Katrina is the most devastating natural disaster in our history. Nothing like stating the obvious.

Rick Moran has an excellent timeline of the hurricane from when it first became clear that it was heading towards the Gulf coast. Lots of links and he's updating it regularly. As more news and anecdotes come to light it seems there is going to be plenty of blame to go around, from the city government, to the state government on up to and including FEMA. One of many that is disturbing is this from the Red Cross.

Regarding the explosive story that the state authorities kept the Red Cross out of New Orleans, the Red Cross has a message up on their website that seems to verify this allegation.

Hurricane Katrina: Why is the Red Cross not in New Orleans?

Access to New Orleans is controlled by the National Guard and local authorities and while we are in constant contact with them, we simply cannot enter New Orleans against their orders.

The state Homeland Security Department had requested--and continues to request--that the American Red Cross not come back into New Orleans following the hurricane. Our presence would keep people from evacuating and encourage others to come into the city.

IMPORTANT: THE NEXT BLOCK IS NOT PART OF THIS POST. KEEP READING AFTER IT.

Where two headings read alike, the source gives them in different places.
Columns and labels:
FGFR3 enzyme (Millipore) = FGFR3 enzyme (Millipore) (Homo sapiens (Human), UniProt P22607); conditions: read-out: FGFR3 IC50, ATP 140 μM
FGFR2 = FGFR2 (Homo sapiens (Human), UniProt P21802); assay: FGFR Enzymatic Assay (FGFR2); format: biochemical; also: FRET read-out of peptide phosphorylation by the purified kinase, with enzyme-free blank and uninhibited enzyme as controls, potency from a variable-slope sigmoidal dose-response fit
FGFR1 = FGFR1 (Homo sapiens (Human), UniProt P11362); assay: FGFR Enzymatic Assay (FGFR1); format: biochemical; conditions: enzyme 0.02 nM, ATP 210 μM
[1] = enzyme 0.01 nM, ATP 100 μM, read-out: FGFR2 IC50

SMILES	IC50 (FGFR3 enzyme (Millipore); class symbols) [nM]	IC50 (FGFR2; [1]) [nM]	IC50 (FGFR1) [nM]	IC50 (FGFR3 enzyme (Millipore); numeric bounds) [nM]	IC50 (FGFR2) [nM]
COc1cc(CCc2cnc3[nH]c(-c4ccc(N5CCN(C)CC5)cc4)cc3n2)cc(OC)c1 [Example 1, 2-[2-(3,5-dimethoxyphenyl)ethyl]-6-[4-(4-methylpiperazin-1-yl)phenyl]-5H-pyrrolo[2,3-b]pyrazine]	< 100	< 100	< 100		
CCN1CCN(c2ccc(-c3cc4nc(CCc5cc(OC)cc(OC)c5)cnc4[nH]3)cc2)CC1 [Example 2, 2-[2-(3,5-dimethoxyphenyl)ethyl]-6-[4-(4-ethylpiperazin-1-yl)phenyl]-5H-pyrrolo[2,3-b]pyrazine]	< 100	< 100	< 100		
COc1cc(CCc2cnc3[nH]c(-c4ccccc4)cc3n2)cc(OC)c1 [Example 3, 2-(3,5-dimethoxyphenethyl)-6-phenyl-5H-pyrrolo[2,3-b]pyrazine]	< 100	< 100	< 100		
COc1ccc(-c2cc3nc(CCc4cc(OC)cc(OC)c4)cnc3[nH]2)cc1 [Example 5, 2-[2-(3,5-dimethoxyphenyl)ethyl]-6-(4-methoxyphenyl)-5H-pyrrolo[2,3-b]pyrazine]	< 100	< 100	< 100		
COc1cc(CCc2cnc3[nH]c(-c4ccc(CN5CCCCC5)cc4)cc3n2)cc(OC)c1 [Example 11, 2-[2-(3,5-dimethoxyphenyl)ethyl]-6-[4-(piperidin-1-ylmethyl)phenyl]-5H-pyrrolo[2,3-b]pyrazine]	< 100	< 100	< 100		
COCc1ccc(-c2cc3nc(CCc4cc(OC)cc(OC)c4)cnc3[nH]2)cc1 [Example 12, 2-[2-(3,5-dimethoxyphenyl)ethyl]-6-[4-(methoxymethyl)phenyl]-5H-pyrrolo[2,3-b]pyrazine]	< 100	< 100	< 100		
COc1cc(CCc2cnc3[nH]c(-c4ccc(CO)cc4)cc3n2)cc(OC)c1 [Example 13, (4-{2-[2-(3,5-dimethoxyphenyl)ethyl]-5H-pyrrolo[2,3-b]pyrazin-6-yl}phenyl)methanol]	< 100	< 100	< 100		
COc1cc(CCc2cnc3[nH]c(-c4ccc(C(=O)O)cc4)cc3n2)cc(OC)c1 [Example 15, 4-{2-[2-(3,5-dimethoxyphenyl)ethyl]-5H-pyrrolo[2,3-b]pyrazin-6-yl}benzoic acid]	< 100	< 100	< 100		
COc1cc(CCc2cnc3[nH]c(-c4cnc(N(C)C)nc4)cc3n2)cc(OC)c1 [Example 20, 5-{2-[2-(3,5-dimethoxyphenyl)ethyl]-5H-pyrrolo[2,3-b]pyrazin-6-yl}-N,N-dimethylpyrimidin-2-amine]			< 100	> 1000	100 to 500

The Red Cross has been meeting the needs of thousands of New Orleans residents in some 90 shelters throughout the state of Louisiana and elsewhere since before landfall. All told, the Red Cross is today operating 149 shelters for almost 93,000 residents.

The reason given? If food, water and hygiene supplies were provided more people would show up and not leave. Give me a break. It is one thing to have a plan in case of a disaster like this one and the plan has flaws but it is quite another thing to have a good plan and not follow it. Hugh Hewitt links to this photo pointing out satellite photography and showing all the buses in New Orleans that were unused and available to evacuate people and placing the buses on a map of the city and their dry access to highways. It is so very disheartening to see what might have been possible if the mayor had exercised more leadership. Read This via Betsy's Page. I've reviewed the New Orleans emergency management plan. Here is an important section in the first paragraph.

"We coordinate all city departments and allied state and federal agencies which respond to citywide disasters and emergencies through the development and constant updating of an integrated multi-hazard plan. All requests for federal disaster assistance and federal funding subsequent to disaster declarations are also made through this office. Our authority is defined by the Louisiana Emergency Assistance and Disaster Act of 1993, Chapter 6 Section 709, Paragraph B, 'Each parish shall maintain a Disaster Agency which, except as otherwise provided under this act, has jurisdiction over and serves the entire parish.' "